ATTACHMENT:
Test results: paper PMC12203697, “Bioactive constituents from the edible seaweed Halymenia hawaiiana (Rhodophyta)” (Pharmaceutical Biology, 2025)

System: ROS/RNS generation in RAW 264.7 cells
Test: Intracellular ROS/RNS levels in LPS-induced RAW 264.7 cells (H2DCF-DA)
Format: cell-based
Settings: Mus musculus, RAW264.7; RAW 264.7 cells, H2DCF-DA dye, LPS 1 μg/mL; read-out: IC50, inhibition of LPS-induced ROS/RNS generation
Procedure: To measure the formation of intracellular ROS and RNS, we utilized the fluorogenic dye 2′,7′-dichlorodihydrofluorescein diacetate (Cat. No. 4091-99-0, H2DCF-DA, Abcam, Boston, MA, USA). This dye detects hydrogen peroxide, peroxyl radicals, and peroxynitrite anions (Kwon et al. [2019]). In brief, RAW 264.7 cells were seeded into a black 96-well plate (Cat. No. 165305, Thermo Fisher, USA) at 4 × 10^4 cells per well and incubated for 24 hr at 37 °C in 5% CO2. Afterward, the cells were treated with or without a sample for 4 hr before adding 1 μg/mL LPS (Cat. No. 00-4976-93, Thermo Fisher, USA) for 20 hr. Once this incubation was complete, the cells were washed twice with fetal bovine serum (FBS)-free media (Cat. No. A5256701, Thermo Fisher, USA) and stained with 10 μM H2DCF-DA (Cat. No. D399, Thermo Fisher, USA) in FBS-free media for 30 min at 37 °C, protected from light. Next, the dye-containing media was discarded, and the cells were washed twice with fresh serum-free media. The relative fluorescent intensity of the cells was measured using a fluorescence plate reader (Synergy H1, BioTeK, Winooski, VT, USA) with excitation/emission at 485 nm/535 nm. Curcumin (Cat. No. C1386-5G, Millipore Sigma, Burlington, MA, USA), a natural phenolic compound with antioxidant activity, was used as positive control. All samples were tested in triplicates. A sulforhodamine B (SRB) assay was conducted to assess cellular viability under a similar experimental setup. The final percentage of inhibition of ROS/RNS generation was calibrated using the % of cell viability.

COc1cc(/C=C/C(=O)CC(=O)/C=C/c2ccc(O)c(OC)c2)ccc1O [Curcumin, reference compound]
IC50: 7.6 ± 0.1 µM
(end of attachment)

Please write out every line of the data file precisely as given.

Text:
Test results: paper PMC12203697, “Bioactive constituents from the edible seaweed Halymenia hawaiiana (Rhodophyta)” (Pharmaceutical Biology, 2025)

System: ROS/RNS generation in RAW 264.7 cells
Test: Intracellular ROS/RNS levels in LPS-induced RAW 264.7 cells (H2DCF-DA)
Format: cell-based
Settings: Mus musculus, RAW264.7; RAW 264.7 cells, H2DCF-DA dye, LPS 1 μg/mL; read-out: IC50, inhibition of LPS-induced ROS/RNS generation
Procedure: To measure the formation of intracellular ROS and RNS, we utilized the fluorogenic dye 2′,7′-dichlorodihydrofluorescein diacetate (Cat. No. 4091-99-0, H2DCF-DA, Abcam, Boston, MA, USA). This dye detects hydrogen peroxide, peroxyl radicals, and peroxynitrite anions (Kwon et al. [2019]). In brief, RAW 264.7 cells were seeded into a black 96-well plate (Cat. No. 165305, Thermo Fisher, USA) at 4 × 10^4 cells per well and incubated for 24 hr at 37 °C in 5% CO2. Afterward, the cells were treated with or without a sample for 4 hr before adding 1 μg/mL LPS (Cat. No. 00-4976-93, Thermo Fisher, USA) for 20 hr. Once this incubation was complete, the cells were washed twice with fetal bovine serum (FBS)-free media (Cat. No. A5256701, Thermo Fisher, USA) and stained with 10 μM H2DCF-DA (Cat. No. D399, Thermo Fisher, USA) in FBS-free media for 30 min at 37 °C, protected from light. Next, the dye-containing media was discarded, and the cells were washed twice with fresh serum-free media. The relative fluorescent intensity of the cells was measured using a fluorescence plate reader (Synergy H1, BioTeK, Winooski, VT, USA) with excitation/emission at 485 nm/535 nm. Curcumin (Cat. No. C1386-5G, Millipore Sigma, Burlington, MA, USA), a natural phenolic compound with antioxidant activity, was used as positive control. All samples were tested in triplicates. A sulforhodamine B (SRB) assay was conducted to assess cellular viability under a similar experimental setup. The final percentage of inhibition of ROS/RNS generation was calibrated using the % of cell viability.

COc1cc(/C=C/C(=O)CC(=O)/C=C/c2ccc(O)c(OC)c2)ccc1O [Curcumin, reference compound]
IC50: 7.6 ± 0.1 µM